The benefits of good sleep come into particular focus for athletes. Post-exercise recovery with extra sleep accelerates the building of muscle, strength, and endurance.
Research shows that athletic performance improves with sufficient sleep. Rested athletes are faster, more accurate, and have a quicker reaction time. Mild sleep deprivation does not negatively affect aerobic capacity, but it does affect reaction time.
The Stanford Sleep Disorders Clinic and Research Laboratory has attempted to quantify the effect of sleep on athletic performance. A study of swimmers asked to sleep 10 hours a day for six to seven weeks found notable improvements. This involved forcing the athletes to sleep longer than most people do to see if extra sleep in athletes undergoing heavy training had a benefit. Swim times were faster, and reaction times and turn times in the water improved. Kick stroke count increased as well.
A similar regimen (10 hours of sleep per day during heavy training) for football players also produced improvements. Sprint times declined and mood as measured by the POMS (Profile of Mood States) test (an indicator of physiological stress) increased. In addition to the swimming and football athletes Stanford has studied athletes from basketball, track and field, tennis, golf, and cross country. The evidence, usually based on small sample sizes, suggests more sleep results in improved physical performance.
Researchers have conjectured that long, heavy sleep impacts athletic performance due to the fact that growth hormones are released during deep sleep and the extra sleep encourages more hormone production.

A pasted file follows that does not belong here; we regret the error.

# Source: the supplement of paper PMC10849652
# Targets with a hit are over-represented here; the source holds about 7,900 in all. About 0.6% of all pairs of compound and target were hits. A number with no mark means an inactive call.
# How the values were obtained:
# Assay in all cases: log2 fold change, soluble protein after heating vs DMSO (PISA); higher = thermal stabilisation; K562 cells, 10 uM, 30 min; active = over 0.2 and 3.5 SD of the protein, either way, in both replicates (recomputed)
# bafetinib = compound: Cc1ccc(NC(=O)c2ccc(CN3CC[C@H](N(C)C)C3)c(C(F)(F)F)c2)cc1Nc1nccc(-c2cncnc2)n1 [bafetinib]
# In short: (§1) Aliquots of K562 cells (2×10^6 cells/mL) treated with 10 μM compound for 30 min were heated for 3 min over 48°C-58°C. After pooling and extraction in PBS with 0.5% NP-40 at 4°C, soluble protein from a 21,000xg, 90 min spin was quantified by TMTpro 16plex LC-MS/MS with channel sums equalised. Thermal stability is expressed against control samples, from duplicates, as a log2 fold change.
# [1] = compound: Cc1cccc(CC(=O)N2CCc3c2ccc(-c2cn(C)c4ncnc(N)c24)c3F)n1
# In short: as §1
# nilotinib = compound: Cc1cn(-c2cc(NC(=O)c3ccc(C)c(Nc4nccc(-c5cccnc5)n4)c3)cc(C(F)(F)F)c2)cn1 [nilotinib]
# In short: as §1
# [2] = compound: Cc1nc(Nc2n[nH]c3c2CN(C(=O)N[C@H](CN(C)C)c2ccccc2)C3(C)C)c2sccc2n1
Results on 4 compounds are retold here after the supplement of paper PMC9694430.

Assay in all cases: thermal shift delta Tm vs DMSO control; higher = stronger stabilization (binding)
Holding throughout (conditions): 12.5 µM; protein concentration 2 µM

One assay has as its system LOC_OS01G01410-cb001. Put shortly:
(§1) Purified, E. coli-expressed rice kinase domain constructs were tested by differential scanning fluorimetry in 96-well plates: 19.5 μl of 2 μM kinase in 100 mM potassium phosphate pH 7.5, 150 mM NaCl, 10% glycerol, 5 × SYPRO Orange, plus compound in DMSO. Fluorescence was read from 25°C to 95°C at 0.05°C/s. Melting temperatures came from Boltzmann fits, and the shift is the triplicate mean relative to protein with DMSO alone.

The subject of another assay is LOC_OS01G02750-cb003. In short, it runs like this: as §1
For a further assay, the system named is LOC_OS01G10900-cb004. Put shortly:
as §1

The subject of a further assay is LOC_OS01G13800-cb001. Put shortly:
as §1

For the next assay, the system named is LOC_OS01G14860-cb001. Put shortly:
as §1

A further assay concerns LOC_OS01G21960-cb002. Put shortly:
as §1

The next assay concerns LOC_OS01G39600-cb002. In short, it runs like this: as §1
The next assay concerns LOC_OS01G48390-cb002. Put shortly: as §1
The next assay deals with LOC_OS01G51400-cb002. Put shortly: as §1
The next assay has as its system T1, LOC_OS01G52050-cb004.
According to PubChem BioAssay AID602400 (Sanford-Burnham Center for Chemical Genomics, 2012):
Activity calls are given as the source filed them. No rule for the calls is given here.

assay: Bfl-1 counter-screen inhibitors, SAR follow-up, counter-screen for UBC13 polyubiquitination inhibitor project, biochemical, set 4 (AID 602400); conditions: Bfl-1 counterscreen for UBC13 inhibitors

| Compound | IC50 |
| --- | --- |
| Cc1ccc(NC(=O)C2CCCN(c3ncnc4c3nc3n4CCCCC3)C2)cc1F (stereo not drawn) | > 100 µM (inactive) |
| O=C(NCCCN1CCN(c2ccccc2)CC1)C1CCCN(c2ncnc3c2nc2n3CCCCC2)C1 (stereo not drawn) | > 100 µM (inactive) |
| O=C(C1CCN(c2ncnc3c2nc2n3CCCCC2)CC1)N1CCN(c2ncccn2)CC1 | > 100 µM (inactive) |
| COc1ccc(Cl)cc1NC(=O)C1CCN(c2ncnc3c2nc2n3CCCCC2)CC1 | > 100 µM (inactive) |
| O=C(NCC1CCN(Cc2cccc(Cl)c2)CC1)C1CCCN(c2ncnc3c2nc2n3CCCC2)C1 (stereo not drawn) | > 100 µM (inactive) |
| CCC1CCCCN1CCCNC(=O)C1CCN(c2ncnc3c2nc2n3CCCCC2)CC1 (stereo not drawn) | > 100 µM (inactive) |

Trainers recognize the benefits of sufficient and even long sleep for athletes in heavy training. Short sleep is likewise detrimental. Cutting two hours from the normal sleep time degrades athletic performance roughly the same as drinking enough to produce a blood alcohol level of 0.05. Competitive athletes often have sleep onset insomnia before an important event, due to nervousness.
Some top-level athletes attempt to cheat by taking supplements of human growth hormone. Natural increase of HGH can be promoted by both exercise and sleep. Physiologists speak of exercise-induced growth hormone response, which resistance training is known to cause. The load and frequency of the resistance influence the amount of hormone released.
Does exercise make you sleep better? There is evidence that growth hormone (GH)-releasing hormone stimulates NREM sleep. Very heavy exercise experienced by world-class athletes shifts the sleep architecture. The REM latency – which is to say the time period after the person goes to sleep before REM starts – is longer, and the sleeper has less REM during the first half of the night than normally.
The stress hormone cortisol seems to promote REM sleep and exercise reduces cortisol levels.
The English Institute of Sport measured sleep parameters of some athletes at the 2012 London Olympics and found slightly worse sleep efficiency and fragmentation index than non-athletes in the same age range, although the difference was not dramatic and on the whole the athletes had numbers in the normal range.
Muslim athletes who fast during daylight hours during Ramadan are known to take a performance hit. It is not clear whether the change in eating patterns affect sleep duration, time, and quantity enough to make a difference in athletic performance.
Women endurance athletes are known to have menstrual irregularities, but we do not know of any attempt to explicitly work out the relationship among intense training, sleep patterns, and menstruation.
One way endurance athletes train involved sleeping in low air pressure environments to encourage the formation of red blood cells. The bed is inside a tent that simulates the atmosphere in the mountains. Altitude insomnia is known to affect people who travel to the mountains and there has been concern among sports medicine people that this practice may lower sleep efficiency so much as to outweigh any blood-building benefits. A study by Sports Medicine Australia found that although the effect on sleep was measurable, it varied greatly from person to person and was not great enough to cause the practice to be halted.